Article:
Pomegranate juice is as good for you as it is tasty to drink. The nutrient-rich, crimson-color seeds and juice offer plenty of delicious potential for pomegranate recipes once you figure out how to juice a pomegranate. We know, pomegranate fruits look daunting, but once you remove the pomegranate seeds (aka arils) the process of making homemade pomegranate juice is easier than you might think.

By BH&G Food Editors
June 09, 2015

The regal pomegranate, with its leathery red skin and miniature crown, is a complex fruit. It houses hundreds of arils—small edible seeds encased in a juicy, brilliant-red pulp—that are separated into clusters by a bitter cream-color membrane. The seeds are edible with a sweet-tart flavor. Touted for their protective antioxidants, pomegranate seeds are also a very good source of vitamin C and vitamin K, and a good source of dietary fiber and folate. Use the seeds in desserts, salads, and more, and drink the pomegranate juice or use it in dressings or sauces.

How to Buy and Store Pomegranates

Pomegranates are most abundant in the fall through January, making them a festive holiday fruit. Choose heavy fruits with bright, blemish-free skins, and store them in a cool, dark place for up to 1 month or in the refrigerator for up to 2 months. You can also purchase just the pomegranate seeds to make homemade pomegranate juice easier to make.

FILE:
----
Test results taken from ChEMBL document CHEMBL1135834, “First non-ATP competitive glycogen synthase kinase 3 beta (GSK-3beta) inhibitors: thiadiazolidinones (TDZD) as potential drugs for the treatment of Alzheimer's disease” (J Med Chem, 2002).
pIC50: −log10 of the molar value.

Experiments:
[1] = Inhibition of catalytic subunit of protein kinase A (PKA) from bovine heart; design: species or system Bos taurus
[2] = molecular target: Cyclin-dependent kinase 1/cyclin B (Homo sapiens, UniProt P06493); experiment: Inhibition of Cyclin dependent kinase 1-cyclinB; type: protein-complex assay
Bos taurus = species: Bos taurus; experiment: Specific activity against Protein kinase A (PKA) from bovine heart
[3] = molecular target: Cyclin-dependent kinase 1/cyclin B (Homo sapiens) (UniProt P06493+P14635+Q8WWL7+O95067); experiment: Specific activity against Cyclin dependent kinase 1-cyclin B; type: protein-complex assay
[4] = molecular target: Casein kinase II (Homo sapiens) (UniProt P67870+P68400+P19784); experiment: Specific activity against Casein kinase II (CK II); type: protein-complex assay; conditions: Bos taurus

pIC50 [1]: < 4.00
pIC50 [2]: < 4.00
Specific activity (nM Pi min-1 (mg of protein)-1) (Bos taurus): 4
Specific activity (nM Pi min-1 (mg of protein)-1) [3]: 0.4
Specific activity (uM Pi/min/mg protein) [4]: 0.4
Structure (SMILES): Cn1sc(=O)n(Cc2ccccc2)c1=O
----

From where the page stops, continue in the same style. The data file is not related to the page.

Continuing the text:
How to Harvest and Juice Pomegranate Seeds

​​​​​​​1. Break Open the Pomegranate

Using a sharp knife, cut the fruit vertically in half. Using your hands, gently break the halves into smaller sections. The vivid-red juice can stain, so clean the work surface immediately with warm, soapy water. Also, consider wearing an apron or work shirt since the seeds can be messy.

2. Remove the Seeds

Place the pomegranate sections in a bowl of water. Using your fingers, loosen the seeds from each section into the water. The seeds will sink to the bottom. Discard the peel and membrane that will be left floating on top.

3. Drain the Seeds

Pour the water and pomegranate seeds through a sieve to catch the seeds. One medium pomegranate yields about 1/2 cup seeds. Eat the seeds out of hand or use them in salads (such as this Persimmon, Blood Orange, and Pomegranate Salad) or as a garnish for desserts (like Pomegranate-Raspberry Bars) and beverages.

Tip: You can store the seeds in a covered container in the refrigerator for several days, or freeze them in a sealed freezer container for up to 1 year.

4. Turn Pomegranate Seeds Into Juice

Homemade pomegranate juice takes just minutes to make once you've seeded the pomegranate. You don't even need a special pomegranate juicer or pomegranate juice press! Place the drained seeds in a blender or food processor, and blend or process until combined into a pulp. Transfer the pulp to a sieve set over a bowl. Using the back of a spoon, press the pulp to release the juice into the bowl below. (This is the same process you'd use to make seedless raspberry sauce.)

Taste the juice. If ripe enough, it won't need any sweetener, and you can drink or use the pure unsweetened pomegranate juice. If it seems too tart add your desired sweetener, just a little at a time, to get it to the perfect level of sweetness. Use this pomegranate juice recipe as is, as a beverage, or as an ingredient in sauces, salad dressings, juice blends, or cocktails.


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